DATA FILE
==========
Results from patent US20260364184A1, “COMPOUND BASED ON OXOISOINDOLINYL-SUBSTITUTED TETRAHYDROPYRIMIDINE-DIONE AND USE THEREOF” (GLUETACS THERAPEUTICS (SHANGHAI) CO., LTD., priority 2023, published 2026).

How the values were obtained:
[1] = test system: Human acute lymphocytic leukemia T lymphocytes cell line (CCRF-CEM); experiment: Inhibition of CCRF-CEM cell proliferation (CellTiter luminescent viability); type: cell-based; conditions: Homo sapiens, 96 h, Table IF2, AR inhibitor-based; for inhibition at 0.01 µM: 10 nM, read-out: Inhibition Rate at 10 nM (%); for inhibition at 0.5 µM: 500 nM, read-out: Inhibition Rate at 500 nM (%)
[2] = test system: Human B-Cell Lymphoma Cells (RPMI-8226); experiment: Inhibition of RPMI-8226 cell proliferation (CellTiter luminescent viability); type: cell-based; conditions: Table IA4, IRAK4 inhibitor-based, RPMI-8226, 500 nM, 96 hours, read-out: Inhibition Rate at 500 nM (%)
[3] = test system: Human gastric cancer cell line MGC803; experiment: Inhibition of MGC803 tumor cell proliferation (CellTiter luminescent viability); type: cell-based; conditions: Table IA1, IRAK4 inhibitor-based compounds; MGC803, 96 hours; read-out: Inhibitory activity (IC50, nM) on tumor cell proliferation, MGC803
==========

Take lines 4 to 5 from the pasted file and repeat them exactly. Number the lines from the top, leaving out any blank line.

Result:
[2] = test system: Human B-Cell Lymphoma Cells (RPMI-8226); experiment: Inhibition of RPMI-8226 cell proliferation (CellTiter luminescent viability); type: cell-based; conditions: Table IA4, IRAK4 inhibitor-based, RPMI-8226, 500 nM, 96 hours, read-out: Inhibition Rate at 500 nM (%)
[3] = test system: Human gastric cancer cell line MGC803; experiment: Inhibition of MGC803 tumor cell proliferation (CellTiter luminescent viability); type: cell-based; conditions: Table IA1, IRAK4 inhibitor-based compounds; MGC803, 96 hours; read-out: Inhibitory activity (IC50, nM) on tumor cell proliferation, MGC803